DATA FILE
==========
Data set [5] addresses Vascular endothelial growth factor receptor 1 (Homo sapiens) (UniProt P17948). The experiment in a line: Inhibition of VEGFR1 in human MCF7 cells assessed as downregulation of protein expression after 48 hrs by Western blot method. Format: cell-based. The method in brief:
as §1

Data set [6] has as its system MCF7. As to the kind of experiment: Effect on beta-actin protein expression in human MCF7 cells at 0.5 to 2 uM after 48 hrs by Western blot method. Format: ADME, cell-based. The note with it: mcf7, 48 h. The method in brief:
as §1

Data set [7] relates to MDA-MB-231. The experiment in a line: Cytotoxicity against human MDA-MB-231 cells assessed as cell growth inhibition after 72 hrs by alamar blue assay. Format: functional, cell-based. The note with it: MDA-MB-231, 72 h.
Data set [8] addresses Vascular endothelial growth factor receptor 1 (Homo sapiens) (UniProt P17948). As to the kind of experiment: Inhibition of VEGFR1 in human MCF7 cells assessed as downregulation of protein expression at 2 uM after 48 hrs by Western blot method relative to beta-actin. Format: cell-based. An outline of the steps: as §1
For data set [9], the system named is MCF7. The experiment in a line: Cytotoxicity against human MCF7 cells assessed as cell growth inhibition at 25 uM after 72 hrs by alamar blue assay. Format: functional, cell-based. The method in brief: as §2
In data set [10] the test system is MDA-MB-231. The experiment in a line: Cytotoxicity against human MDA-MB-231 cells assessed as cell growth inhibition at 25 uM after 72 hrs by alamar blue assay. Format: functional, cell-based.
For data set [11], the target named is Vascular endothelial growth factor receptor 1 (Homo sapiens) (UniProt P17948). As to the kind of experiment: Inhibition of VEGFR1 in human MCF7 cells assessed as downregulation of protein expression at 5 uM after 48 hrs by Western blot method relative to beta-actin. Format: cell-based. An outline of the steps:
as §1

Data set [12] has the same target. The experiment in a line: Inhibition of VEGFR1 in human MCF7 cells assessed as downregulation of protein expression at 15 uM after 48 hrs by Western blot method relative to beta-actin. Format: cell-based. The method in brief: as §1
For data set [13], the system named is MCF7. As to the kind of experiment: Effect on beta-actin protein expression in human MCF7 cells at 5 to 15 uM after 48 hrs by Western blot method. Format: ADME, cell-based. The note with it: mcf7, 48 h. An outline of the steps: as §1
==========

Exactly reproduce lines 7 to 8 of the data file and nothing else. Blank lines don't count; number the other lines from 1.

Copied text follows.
For data set [9], the system named is MCF7. The experiment in a line: Cytotoxicity against human MCF7 cells assessed as cell growth inhibition at 25 uM after 72 hrs by alamar blue assay. Format: functional, cell-based. The method in brief: as §2
In data set [10] the test system is MDA-MB-231. The experiment in a line: Cytotoxicity against human MDA-MB-231 cells assessed as cell growth inhibition at 25 uM after 72 hrs by alamar blue assay. Format: functional, cell-based.